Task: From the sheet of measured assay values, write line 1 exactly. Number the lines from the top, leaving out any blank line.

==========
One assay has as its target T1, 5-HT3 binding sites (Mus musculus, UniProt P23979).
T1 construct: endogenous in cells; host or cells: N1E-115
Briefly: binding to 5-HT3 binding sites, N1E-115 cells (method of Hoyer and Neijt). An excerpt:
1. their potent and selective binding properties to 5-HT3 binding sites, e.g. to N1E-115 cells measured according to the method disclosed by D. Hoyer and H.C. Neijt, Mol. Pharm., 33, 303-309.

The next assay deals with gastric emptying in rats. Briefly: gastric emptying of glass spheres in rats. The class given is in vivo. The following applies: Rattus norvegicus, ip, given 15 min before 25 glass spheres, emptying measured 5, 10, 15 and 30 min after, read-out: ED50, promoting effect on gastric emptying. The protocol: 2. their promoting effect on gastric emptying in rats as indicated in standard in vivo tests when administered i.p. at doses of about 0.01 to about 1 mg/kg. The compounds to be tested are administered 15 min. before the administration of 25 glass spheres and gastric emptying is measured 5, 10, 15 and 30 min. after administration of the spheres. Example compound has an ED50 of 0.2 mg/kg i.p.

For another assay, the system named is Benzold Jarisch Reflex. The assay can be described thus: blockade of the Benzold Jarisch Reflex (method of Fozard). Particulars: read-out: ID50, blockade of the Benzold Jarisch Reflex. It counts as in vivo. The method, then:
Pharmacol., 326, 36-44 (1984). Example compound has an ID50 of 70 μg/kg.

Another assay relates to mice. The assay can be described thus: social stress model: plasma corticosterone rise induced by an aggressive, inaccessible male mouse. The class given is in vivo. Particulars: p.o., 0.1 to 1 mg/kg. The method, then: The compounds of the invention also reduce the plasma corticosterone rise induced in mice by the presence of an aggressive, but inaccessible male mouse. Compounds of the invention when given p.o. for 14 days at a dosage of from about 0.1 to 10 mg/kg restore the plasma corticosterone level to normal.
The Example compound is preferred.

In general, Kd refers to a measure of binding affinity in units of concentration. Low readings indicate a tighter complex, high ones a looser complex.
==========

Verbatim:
One assay has as its target T1, 5-HT3 binding sites (Mus musculus, UniProt P23979).